- - ABC-INDEX - -


Matsuyama mirror legend

. minwa 民話 folktales / densetsu 伝説 Japanese legends . .

Matsuyama kagami 松山鏡 The Mirror from Matsuyama

in a version from Okayama

ama no chuusai 尼の仲裁 the mediation of a nun

. Legends from Okayama 岡山の民話と伝説 .
- Introduction -

This story is alive in Japan in various versions, even Rakugo.

The story dates back to a time when ordinary people did not have mirrors and have never even seen one.
Not even the nun had ever seen a real mirror in her life . . .
Before the Meiji period, mirrors were sacred objects. Most were made of bronze. Glass mirrors as we know them today were introduced in Japan much later.

ekagami, e-kagami 柄鏡 mirror with a handle

. wakyoo 和鏡 Japanese mirrors - History .


Once upon a time
there lived a young couple in a small farming village. When his father died, the young man was very sad and prayed all day at home in front of the family altar and at the graveyard, forgetting to do the necessary field work.
So his wife reprimanded him after the 47th day of official mourning was over and suggested, he might make a pilgrimage to Konpira san and then come back refreshed for work.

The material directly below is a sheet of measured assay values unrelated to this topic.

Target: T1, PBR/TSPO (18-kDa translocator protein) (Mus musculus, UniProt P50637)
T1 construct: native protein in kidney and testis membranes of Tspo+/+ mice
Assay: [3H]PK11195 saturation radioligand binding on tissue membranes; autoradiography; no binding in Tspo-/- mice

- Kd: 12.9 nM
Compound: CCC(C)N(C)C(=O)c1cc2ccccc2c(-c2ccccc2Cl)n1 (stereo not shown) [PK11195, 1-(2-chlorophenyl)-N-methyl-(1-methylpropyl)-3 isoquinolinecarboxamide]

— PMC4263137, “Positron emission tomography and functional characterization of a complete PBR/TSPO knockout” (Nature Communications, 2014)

So off he went to Shikoku, walked all the steep steps up to the shrine, prayed for his father and then walked down the steps. On his way back had a look in the many souvenir shops at the roadside. Suddenly he was quite surprized !
His father was sitting there in a shop !
He bought "his father" and made his way home, overjoyed to have his father back.
In fact he had seen a mirror reflecting his own face, and since he looked just the same as his father, he got his father back!

At home he placed the mirror into a box and looked at it every day. In the morning he greeted his father and told him he was off to field work, in the evening he reported to his father what he had done all day.